The Hockey Super League was established in the winter of giving youth players an alternative option to Minor Hockey in Alberta. We believe that hockey is defined by the people who play game. Our inaugural season had a total of 9 teams from 5 separate franchises that competed in two divisions, 'UP2 05' for players born after and 'UP2 07' for players born after
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The current OMHA hockey program consists of:. The program exists for players from 5 years - 18 years of age. Part of the mandate the Executive Committee is to administer conduct management guidelines for all participants in the hockey program.
Published: March 25, Albert Raiders. The Buffaloes lead the final round after claiming two overtime victories to start the best-of-five.
Gregory's talent as a hockey linesman was recognized when she was assigned to work the men's final at the prestigious annual midget triple-A tournament. She was asked in August if she was available for exhibition games, which would have made her the first female official in the AJHL. And those were his exact words.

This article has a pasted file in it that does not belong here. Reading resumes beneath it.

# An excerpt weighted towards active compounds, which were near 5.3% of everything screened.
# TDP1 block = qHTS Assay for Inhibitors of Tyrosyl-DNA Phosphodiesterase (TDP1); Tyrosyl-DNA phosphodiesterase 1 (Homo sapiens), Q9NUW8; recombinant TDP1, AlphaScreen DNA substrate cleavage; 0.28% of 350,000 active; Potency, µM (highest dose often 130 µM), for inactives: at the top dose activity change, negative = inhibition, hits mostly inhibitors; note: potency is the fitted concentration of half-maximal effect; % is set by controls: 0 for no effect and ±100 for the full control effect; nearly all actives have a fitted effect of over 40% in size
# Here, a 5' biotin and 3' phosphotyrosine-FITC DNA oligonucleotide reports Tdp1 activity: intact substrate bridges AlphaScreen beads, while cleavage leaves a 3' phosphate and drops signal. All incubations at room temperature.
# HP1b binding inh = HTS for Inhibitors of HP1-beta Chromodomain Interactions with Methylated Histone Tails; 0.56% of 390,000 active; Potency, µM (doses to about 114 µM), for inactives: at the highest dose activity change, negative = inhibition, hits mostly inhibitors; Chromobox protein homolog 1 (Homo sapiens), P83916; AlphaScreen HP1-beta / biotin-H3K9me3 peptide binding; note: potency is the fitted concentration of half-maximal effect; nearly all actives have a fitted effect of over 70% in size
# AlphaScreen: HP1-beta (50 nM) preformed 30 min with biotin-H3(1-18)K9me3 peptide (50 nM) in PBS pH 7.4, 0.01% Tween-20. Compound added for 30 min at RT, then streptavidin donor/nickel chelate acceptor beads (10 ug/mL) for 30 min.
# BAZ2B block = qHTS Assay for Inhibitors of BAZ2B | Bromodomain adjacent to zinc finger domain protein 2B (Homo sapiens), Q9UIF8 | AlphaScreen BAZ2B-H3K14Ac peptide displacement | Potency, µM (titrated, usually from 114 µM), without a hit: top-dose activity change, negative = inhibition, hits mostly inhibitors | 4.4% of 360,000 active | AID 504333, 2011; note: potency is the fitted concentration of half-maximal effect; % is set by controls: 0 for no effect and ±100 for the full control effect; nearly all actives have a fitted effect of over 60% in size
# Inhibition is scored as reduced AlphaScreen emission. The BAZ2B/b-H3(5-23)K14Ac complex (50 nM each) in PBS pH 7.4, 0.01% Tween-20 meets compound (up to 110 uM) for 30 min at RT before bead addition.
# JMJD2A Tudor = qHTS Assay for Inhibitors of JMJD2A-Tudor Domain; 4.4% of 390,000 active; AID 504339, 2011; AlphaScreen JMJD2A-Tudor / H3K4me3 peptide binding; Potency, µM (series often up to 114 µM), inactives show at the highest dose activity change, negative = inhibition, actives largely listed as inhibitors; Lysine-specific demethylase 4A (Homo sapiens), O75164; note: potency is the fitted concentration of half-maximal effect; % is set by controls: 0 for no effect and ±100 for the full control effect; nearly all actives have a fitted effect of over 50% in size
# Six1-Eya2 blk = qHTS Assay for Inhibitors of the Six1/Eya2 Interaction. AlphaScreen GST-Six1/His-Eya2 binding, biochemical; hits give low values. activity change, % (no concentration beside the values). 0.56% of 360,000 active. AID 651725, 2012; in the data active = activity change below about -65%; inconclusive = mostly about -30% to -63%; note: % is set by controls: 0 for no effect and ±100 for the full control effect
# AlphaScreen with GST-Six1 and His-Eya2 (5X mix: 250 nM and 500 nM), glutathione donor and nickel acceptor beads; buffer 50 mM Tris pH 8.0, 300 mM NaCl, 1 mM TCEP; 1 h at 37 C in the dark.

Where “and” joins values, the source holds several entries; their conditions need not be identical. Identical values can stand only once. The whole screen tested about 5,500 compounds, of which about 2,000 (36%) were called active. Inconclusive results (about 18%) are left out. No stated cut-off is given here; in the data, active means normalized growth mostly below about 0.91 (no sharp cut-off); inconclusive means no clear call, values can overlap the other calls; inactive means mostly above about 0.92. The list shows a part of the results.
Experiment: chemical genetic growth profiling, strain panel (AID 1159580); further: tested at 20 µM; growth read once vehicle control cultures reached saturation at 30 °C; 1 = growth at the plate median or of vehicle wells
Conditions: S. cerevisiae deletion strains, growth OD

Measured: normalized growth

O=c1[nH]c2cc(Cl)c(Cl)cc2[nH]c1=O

In recent years competing hockey organizations have emerged in Alberta, operating outside of the Hockey Canada structure. Hockey Alberta also wants to ensure that participants are aware of the facts, the options, and that they do not take for granted some of the privileges of membership within the Hockey Alberta structure that includes overparticipants and dedicated, highly trained volunteers. Hockey Alberta does not support or sanction minor hockey programs that choose to operate teams outside the parameters of our member Minor Hockey Association MHA and Sports School structure.
Research for this article came straight from the AJHL, including interviews with the commissioner and my own experience playing in the league. Since Alberta has two elite midget leagues at different age levels, players will get their foot in the door differently. This league is for players 15 — 17 years old. However, most players are 16 and 17, with each team taking only two or three 15 year-olds.
This copy is for your personal non-commercial use only. Last week, Loewen and her group began reaching out to sports organizations in the province in the hopes they will see fit to drop the term all together. Ontario Basketball announced in November that it would stop using the term beginning next season.